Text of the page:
How Introducing Constraints Improved My Creativity
Limitless choice can trigger decision paralysis and fatal perfectionism. Introducing constraints can give your work a sense of play again.
Conventional wisdom leads us to believe that the more options we have, the more creative our work will be. Research suggests, though, that the opposite is true… to an extent. When people have fewer options and aren’t overwhelmed creatively by the paradox of choice, they tend to come up with more innovative ideas.
A study detailed in the Harvard Business Review states that,
“We reviewed 145 empirical studies on the effects of constraints on creativity and innovation, and found that individuals, teams, and organizations alike benefit from a healthy dose of constraints.”
My own intermittent paralyzation when staring at my gaping blank computer screen made sense in this context. Perhaps I just needed to give myself a few guidelines.
As a writer whose job is to create consistently, this is a useful bit of information. I decided to begin experimenting with constraints in my writing a few weeks ago by adding different types of boundaries. I also applied limits to my other creative endeavors (I choreograph dance and produce films as well). Most of the constraints I applied helped me create quality content.
A constraint is a limitation or restriction that is placed upon a process or project. So, for instance, an outfit constraint might be that I could only dress in neutral-colored clothes. Or, an artistic constraint might be that the artist could only use recycled materials and paint. While this may seem like a creativity-limiting exercise, I found that it actually helped get my creative juices flowing.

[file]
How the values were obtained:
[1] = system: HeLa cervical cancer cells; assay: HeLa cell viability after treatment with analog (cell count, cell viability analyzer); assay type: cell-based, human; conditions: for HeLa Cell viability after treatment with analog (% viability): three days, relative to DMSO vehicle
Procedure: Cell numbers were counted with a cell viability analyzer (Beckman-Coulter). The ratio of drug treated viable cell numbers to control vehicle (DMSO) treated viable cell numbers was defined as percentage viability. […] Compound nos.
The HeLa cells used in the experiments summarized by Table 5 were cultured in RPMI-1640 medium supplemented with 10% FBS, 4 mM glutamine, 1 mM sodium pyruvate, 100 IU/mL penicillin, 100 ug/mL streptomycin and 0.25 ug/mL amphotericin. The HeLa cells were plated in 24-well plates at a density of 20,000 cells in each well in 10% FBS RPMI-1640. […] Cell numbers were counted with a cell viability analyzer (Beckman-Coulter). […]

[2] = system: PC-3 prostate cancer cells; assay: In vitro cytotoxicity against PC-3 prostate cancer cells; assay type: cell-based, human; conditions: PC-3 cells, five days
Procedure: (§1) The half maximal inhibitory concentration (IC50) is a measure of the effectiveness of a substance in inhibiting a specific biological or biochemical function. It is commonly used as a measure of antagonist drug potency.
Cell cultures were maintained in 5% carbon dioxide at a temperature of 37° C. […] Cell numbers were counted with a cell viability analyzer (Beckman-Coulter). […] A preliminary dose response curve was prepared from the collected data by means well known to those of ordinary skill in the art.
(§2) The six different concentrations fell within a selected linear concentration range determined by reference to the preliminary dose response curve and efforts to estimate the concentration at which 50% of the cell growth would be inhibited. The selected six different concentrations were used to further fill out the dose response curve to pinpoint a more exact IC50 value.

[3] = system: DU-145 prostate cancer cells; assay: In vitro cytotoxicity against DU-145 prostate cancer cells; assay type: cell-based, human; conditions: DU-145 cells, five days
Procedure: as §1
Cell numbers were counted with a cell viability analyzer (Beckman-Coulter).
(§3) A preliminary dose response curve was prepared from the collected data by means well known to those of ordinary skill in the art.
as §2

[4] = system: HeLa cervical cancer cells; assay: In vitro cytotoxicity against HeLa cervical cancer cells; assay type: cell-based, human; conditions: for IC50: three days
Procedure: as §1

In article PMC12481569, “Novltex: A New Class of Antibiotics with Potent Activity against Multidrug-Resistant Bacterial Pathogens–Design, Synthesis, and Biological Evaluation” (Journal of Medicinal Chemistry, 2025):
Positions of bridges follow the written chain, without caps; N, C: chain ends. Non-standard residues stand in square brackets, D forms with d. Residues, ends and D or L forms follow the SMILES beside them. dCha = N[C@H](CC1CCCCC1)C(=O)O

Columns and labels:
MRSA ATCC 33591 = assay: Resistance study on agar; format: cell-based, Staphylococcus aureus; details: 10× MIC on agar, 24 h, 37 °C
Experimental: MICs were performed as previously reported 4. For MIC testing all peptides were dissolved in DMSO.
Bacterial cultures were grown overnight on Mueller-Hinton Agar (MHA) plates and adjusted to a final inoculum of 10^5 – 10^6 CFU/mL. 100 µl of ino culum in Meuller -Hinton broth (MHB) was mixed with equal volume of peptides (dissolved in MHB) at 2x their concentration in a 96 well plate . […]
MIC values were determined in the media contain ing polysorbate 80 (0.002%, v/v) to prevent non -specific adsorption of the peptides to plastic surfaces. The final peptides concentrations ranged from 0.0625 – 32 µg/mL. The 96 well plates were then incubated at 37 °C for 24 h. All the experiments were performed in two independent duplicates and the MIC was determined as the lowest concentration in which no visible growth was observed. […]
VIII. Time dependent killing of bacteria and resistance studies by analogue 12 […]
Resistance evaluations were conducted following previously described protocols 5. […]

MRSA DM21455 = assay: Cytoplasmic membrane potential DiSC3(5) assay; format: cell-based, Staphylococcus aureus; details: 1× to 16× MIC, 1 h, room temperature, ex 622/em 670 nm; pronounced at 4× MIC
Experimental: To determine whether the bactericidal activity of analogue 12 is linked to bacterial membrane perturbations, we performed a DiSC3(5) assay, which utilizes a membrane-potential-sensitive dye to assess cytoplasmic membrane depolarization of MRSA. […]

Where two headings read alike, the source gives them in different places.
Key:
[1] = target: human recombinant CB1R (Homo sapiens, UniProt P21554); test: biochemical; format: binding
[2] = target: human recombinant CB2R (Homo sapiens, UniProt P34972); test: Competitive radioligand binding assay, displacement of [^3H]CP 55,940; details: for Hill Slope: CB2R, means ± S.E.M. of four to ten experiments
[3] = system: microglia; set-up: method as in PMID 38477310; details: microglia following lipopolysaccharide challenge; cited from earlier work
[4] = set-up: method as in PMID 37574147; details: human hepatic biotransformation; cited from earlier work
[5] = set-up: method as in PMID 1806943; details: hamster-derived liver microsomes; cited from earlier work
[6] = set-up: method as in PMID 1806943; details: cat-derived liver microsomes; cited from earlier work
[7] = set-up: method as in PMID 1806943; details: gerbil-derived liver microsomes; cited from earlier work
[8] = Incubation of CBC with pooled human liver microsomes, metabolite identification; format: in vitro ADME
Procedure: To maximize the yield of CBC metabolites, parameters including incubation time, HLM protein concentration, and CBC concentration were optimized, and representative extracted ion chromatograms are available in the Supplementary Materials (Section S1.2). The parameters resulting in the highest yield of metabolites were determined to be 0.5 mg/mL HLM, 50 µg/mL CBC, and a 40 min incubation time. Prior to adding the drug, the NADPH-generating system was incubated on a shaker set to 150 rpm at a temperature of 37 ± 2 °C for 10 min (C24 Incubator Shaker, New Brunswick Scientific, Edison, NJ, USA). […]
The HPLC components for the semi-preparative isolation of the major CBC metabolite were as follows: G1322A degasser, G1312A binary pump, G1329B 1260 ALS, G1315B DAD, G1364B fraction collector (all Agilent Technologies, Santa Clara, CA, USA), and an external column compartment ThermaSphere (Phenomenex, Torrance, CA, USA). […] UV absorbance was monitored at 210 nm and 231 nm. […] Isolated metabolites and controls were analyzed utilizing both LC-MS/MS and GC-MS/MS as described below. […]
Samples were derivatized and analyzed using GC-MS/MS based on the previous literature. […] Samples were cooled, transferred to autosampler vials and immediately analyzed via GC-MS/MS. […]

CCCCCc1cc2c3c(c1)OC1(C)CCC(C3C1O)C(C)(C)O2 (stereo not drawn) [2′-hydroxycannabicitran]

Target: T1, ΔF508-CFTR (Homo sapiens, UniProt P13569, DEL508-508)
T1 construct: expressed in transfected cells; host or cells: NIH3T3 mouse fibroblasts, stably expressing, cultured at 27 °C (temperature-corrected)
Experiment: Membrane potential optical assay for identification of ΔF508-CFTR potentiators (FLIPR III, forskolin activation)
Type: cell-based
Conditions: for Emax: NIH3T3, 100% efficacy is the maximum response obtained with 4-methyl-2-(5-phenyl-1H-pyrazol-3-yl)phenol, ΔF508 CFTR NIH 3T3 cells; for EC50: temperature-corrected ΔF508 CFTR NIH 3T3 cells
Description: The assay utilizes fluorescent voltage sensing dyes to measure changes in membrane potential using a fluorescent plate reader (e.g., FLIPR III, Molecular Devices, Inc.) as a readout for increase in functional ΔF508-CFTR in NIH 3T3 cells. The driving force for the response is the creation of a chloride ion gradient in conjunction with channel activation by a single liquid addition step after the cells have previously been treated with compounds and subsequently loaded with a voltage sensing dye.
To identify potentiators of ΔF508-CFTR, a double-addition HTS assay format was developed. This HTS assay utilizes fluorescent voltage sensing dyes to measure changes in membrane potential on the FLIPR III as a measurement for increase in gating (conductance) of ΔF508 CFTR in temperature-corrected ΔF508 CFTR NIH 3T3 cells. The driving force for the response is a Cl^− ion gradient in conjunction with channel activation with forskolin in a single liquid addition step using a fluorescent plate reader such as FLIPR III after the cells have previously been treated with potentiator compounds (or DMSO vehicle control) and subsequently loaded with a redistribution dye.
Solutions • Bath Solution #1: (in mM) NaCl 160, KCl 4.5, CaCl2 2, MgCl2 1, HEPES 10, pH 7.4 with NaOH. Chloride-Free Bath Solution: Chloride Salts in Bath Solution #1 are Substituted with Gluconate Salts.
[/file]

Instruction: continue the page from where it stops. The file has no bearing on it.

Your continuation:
As Barry Schwartz writes in The Paradox of Choice, “Learning to choose is hard. Learning to choose well is harder. And learning to choose well in a world of unlimited possibilities is harder still, perhaps too hard.” So, cutting the number of creative possibilities down from unlimited to (for instance) 20 frees our brain from the overwhelm of too many choices.
During my constraint experiments, I applied and tested adding different limits to my writing, choreography, and filmmaking. It helped me realize that the goal was to create things. Not to create one perfect thing. And, trying to solve the problem of the constraints I imposed, I found that I was less judgmental of my work during the process.
Below are three different types of constraints that I imposed in different situations. I’ll share them in hopes that they might help you spark creativity in your endeavors as well.
I am currently writing this piece working within a time constraint. My husband and son have gone out to run errands (which usually takes around 90 minutes). I plan to finish the first draft by the time they return. It won’t be perfect and it will need a lot of editing, but it will be done.
People (like me) who tend to be perfectionists can work on a project forever, tweaking and changing things indefinitely. Some things just never get done. I have found that, if I give myself a very specific amount of time in which to create, I am significantly more productive. This works for all of my creative endeavors — choreography and filmmaking as well.
Quickly completed projects are obviously not always of the highest quality, but I have found that I can more easily create flow if I set aside an uninterrupted and finite amount of time in which to do the first draft of a story, a dance, or a production schedule.
Additionally, specifically with imposing a time constraint on my production of choreography, I was forced to just “make it work.” When I gave myself an hour to create a one-minute piece of choreography, I became stuck at one point trying to find the perfect transition step. My time constraint forced me to just choose a step that I thought wasn’t the best and move on from there. I finished the choreography and went back a day later to fix the awkward movement.